Prior to this, Browne had a major opportunity to get Caricom leaders to adopt a “touch one, touch all policy” and didn’t publicly seek this approach. We’re speaking of his confrontation with Sandals Resorts International (SRI) when he accused the Butch Stewart outfit of unjustifiably asking for long concessionary periods and not paying their fair share of taxes. Thereafter, there was a battle of undiplomatic language between him and the Stewarts.

Again, had the merits of that case been brought before Caricom leaders and a united policy developed, it would have certainly strengthened the hand of Barbados’ present administration now embroiled in a not too dissimilar dispute over concessions with SRI over the stalled US$420 million Beaches resort project on the site of the former Almond Beach Village in St Peter.

Prime Minister Mia Mottley has said her administration is committed to the agreements signed by the last regime, and “welcomes the Beaches project, but it cannot be at any price”.

In other words, had Browne acted within a Caricom framework, his actions may have provided the catalyst for a regional position on Sandal’s seeking concessions. Instead, he took a maverick, insular approach. Admittedly, this battle bolstered him politically as he was convincingly re-elected as many of his countrymen supported his unrelenting style against big business.

He has taken this same insular, lone wolf approach to the Scotiabank sale to Republic Bank by first suggesting the bank’s assets in his country should be sold to Antiguan interests. When that myopic view did not get traction, he insisted the 75 employees should be paid severance first and allowed to continue their employment at the same level under Republic Bank as if they were still with Scotiabank. He even changed a law, as he did in his confrontation with SRI, to ensure he gets his way.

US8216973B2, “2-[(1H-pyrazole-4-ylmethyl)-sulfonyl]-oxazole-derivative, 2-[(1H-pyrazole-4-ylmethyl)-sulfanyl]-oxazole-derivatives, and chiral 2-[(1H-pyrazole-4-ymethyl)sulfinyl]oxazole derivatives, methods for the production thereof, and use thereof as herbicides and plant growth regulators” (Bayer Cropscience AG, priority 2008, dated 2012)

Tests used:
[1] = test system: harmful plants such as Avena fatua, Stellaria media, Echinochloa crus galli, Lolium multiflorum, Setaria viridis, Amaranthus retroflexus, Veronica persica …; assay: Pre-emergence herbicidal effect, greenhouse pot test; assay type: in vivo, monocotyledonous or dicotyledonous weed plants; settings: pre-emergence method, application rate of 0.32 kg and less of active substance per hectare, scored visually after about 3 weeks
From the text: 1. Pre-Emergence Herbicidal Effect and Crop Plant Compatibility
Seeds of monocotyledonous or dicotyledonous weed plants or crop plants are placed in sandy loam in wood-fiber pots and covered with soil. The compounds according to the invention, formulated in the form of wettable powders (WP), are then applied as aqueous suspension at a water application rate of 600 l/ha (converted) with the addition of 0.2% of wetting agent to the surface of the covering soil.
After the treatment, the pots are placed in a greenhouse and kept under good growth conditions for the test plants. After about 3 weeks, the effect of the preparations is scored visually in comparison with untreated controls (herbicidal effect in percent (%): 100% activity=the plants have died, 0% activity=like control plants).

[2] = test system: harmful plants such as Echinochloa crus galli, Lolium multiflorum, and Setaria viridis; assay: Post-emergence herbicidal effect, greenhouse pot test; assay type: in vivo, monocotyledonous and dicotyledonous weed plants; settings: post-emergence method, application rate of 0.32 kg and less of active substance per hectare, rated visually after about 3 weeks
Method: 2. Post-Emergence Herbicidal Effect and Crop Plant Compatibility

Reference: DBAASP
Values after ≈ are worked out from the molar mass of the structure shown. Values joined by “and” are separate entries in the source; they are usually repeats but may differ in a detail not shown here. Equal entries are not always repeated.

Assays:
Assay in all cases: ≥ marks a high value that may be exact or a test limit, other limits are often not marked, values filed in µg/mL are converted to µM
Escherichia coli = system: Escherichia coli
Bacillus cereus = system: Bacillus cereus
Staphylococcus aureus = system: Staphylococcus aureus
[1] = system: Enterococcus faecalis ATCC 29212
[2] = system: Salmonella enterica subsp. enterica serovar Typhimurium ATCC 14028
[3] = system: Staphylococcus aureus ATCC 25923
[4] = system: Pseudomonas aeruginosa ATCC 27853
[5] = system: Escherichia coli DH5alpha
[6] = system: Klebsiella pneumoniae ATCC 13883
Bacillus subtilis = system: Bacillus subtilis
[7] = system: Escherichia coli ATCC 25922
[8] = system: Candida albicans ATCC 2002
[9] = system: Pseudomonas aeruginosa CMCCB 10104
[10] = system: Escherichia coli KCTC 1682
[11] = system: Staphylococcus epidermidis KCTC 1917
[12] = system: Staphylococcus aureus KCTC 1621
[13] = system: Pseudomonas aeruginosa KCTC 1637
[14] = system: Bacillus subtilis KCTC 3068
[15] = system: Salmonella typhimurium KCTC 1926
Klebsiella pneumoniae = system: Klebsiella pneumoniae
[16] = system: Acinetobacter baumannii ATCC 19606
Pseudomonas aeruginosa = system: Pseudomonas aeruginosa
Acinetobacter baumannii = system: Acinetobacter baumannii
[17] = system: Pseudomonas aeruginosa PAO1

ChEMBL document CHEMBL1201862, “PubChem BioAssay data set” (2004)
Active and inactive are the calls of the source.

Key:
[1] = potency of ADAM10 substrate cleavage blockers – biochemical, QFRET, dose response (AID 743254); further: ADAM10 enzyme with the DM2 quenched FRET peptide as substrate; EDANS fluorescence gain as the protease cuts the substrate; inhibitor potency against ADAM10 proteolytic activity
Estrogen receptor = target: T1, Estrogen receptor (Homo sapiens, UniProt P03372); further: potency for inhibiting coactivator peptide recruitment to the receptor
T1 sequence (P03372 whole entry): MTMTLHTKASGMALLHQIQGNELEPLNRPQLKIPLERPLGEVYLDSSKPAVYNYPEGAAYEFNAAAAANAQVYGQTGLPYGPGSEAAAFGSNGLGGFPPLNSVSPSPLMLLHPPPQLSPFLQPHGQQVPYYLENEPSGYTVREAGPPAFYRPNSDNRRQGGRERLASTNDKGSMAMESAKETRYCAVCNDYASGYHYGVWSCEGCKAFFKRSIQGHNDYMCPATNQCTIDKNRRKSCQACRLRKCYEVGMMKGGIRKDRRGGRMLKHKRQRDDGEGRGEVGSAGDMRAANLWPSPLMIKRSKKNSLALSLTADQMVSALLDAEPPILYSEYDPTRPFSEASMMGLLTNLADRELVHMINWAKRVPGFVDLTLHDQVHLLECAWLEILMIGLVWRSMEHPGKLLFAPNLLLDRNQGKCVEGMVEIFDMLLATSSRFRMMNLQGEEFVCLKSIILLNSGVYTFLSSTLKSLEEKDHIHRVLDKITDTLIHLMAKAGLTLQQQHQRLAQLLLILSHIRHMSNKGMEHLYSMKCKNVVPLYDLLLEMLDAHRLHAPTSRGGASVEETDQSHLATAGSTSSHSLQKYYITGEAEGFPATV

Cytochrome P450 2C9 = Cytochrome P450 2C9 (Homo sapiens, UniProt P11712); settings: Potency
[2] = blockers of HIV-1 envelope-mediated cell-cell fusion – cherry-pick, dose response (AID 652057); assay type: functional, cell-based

While Browne’s severance proposal would be attractive to employees, it would likely lead to the abandonment of the sale given the increased expense involved if severance has to be paid. That would likely result in Scotiabank’s closure without Republic Bank taking over its assets.

In this scenario, Browne wins, but Antiguans would be the big losers as the country would have missed out on having a strong regional bank with a solid reputation and international links to provide correspondent banking services.

Folly of move

Respected retired regional banker, Harry Russell, best explains the folly of such a move. He said: “Those seeking to endorse the demands of the government have little to offer except the taking over of a small office.

“Here again, we see the narrow-minded approach in the Caribbean leadership that has not allowed us to unite since the late 1950s. It is sad.”

We won’t dwell on LIAT as Browne, having rejected all plans to shift some of the operations of the airline to Barbados where the most profitable routes are, as a cost-saving measure, has now submitted a plan to the other shareholders to improve the service. That plan, essentially involves the takeover of some of Barbados’ majority shares in an effort to ensure ongoing funding for the airline from other sources. Whether this approach has insular considerations is questionable. But time will tell.

Antigua and Barbuda’s PM Gaston Browne is pushing for a fourth UWI campus to be sited in Antigua.

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That brings us to Browne’s statement last weekend that he intended to open a fourth University of the West Indies campus in Antigua come September. He told listeners to his radio station that this was going to happen regardless of whether or not there’s support from other Caribbean countries.

“If they put any obstacles in our way, then we use another brand; it doesn’t have to be UWI. We have decided to go with UWI because we are integrationists at heart and we would expect their full cooperation.

“Just as how Barbados, Trinidad and Tobago and Jamaica have campuses to educate their people, we want the same thing within the OECS, and this is an initiative in which Antigua and Barbuda shall not relent. . . . Those who have their little petty jealousies, they better put them aside.”

This statement, that smacks of an insular perspective, demonstrates why Browne’s approach is backward. For the Anglophone Caribbean to achieve its true potential, it needs more enlightened leadership than this.